This left only the ship's bell to signal with. Someone began to ring it, but the sound was whipped away by the wind.

Yet the ship was only two miles from dry land -- and ten other vessels were not far away, riding out the storm.

The sea began to pound the ship to bits. Waves broke constantly over the deck, washing whole groups of terrified passengers overboard. Women screamed and clutched their children. A clergyman began to pray.

About 40 survivors cowered on the quarterdeck. The captain and the mate had both vanished.

The survivors clutched at whatever pieces of wreckage were at hand and committed their souls to the Lord.

One of these was the Bury chemist, John Nuttall. Moments before, he had been standing on deck holding the hand of Selina Lamb, 24, chambermaid at the Grey Mare on Bury Market Place.

In a trice, they were overboard, and the girl vanished. Nuttall was luckier. Though a non-swimmer, he managed to scramble back onto the wreck.

Dragging a half-drowned woman out of the sea by her hair, he was astonished to find it was a neighbour, Mary Whittaker.Soon the deck under them broke free and floated away. Nuttall and another survivor seized pieces of wreckage and paddled for shore.

Miss Whittaker tore off her petticoat and waved it as a distress signal. They were saved hours later by Beaumaris life-boat.

Mary's brother Robert Whittaker, a brazier, stripped to his underwear when the ship struck, and threw away 80 gold sovereigns, the weight of which threatened to drown him.

Clinging to a piece of wreckage, he floated about for nine hours. When picked up he thought he had been adrift for days -- and he had gone blind, too, although he recovered later.

But his little boy and his sister's child had both perished. Lawrence Duckworth, shopkeeper, of Edenfield, had climbed on the roof of the cook's cabin and tried to pull his wife Mary, 33, up after him. But she was swept away by a wave.

Soon afterwards, he, too, was swept off into the sea, but managed to climb onto a piece of timber about the size of a door.

He was rescued after eight hours in the water.

And so the long night wore on. It was 4am before anyone noticed the wreck. A lookout at Penmon Point, two miles away saw the remains of the ship on the sandbank.

Within minutes a boat was launched. Picking up what few survivors it could, it made for Beaumaris.

As soon as the alarm was raised in Beaumaris, every boat in the town made all speed to the Dutchman's Bank and began searching for survivors.

Sadly, few were left alive. Many bodies were never found. Some were even washed up 100 miles away.

At the inquest in Beaumaris, the verdict on the dead was "drowned".

The jury later wrote to the coroner, deploring the fact that an unseaworthy ship could put to sea with a drunken captain.

Others said that the Rothsay Castle was a leaky old tub that should never have put to sea.

Over the years, government regulations on sea safety were gradually tightened. Life-jackets, boats, signals, Plimsoll line, radio, all made navigation safer.

None of them made sea travel foolproof, but they made it unlikely that a British ship would ever find itself as helpless as the Rothsay Castle did that night 162 years ago.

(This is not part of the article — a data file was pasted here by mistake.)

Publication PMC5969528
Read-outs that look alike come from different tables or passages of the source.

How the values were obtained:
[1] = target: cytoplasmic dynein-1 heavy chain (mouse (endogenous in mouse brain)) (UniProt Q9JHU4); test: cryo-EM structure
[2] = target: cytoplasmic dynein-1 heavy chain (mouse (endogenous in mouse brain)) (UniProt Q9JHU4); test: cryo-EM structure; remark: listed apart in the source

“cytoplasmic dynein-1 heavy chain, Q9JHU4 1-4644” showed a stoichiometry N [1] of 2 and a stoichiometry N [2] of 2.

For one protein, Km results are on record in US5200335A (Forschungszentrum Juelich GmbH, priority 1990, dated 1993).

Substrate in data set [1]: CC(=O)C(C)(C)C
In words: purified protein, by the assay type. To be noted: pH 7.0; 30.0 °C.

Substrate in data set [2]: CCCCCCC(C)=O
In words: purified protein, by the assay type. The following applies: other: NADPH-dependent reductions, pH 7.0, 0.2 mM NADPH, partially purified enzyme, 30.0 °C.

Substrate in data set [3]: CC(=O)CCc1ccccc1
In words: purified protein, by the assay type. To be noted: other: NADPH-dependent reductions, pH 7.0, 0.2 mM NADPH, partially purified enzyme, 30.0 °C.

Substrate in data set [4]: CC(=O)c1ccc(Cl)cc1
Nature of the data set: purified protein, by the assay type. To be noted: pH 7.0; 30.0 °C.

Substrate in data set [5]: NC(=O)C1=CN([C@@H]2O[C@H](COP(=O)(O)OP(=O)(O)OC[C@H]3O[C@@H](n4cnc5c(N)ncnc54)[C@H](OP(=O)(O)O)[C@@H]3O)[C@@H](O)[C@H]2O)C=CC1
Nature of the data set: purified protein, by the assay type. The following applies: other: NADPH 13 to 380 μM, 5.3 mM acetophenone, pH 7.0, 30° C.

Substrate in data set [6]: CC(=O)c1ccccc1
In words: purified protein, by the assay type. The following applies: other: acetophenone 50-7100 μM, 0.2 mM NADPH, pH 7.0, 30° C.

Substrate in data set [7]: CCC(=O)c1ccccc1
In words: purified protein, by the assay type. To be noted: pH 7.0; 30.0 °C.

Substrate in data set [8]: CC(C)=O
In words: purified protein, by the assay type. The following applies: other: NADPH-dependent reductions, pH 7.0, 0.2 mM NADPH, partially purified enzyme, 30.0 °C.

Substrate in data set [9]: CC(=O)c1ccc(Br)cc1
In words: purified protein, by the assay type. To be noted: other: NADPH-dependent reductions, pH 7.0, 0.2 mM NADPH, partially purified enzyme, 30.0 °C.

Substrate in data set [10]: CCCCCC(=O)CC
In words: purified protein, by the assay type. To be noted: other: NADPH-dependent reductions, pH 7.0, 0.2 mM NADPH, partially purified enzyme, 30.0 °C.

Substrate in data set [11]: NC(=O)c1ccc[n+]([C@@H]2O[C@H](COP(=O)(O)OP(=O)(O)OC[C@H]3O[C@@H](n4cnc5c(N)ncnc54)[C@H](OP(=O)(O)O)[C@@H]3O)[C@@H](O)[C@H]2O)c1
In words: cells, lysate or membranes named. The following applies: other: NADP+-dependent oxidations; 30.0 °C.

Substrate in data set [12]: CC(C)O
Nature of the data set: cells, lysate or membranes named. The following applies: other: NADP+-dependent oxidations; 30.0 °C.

One family's memorial

IF YOU cross Rochdale Road from the "Flying Shuttle" and look over the low wall at the side of the United Reformed Church, you will see three gravestones against the wall of the Halfords store.

The nearest one to the road is a memorial to the Walmsley family, who drowned in August 1831, in the wreck of the Rothsay Castle, which took the lives of 100 passengers. Nearly a quarter of those who perished were Bury folk.

The stone has been eroded in recent years by traffic pollution, but the text is in Bury Reference Library:

"In affectionate memory of WILLIAM WALMSLEY aged 29, MARY his wife aged 28 years, HENRY his son aged 5 years and MARGARET, an aunt aged 27 who perished in the wreck of the Rothsay Castle steam packet off Beaumaris during the night of 17 August, 1831. "Thou didst blow with thy wind. The sea covered them...They sank as lead in the mighty waters".

Those who perished

OUT OF 128 people who drowned, 21 were from Bury:

Wm Tarrey, 55, Lord Derby's estate agent.

Alice Tarrey, 36, his third wife and John, 15 months, their son.

Betsy, 13, daughter by his second wife Margaret (daughter of Jos Cass, Birtle).

Thos Appleton, 13, Alice's son by a previous husband.

Mary Appleton, 10, ditto.

Rachel, 16, Tarrey's maid, daughter of Jas Howarth, butcher of Rock St.

Wm Walmsley, 29, dyer, Seedfield, brother of Jas Walmsley, confectioner of Millgate (Bolton St).

Mary Walmsley, 28, his wife, daughter of Samuel Hamer, Bury.

Henry, 5, their son.

Margaret Walmsley, 27, daughter to Wm Walmsley, pot maker, Birtle.

Her fianc. Kas Fitton, 30, farmer, Seedfield. John Wilkinson, 25, joiner, Redvales.

Jas, Whittaker, 8, only child of Robt Whittaker, brazier of Silver St.

Thos Whittaker, 6, son of Robt Whittaker's sister Mary.

Selina Lamb, 24, chambermaid, Grey Mare Inn, Market Place, Bury.

Thos Charles, 35, shoemaker, son of Jas Charles, shoemaker of Millgate (Bolton St).

Betty, 43, wife of John Duckworth, Shuttleworth.

Mary, 33, wife of Lawrence Duckworth, shopkeeper, Edenfield.

Thos, 38, spinner, son of Lawrence Entwistle, Edenfield.

Luckier was John Whitehead, bleacher of Lowercroft, who would have been aboard the Rothsay Castle but for a last-minute change of plan.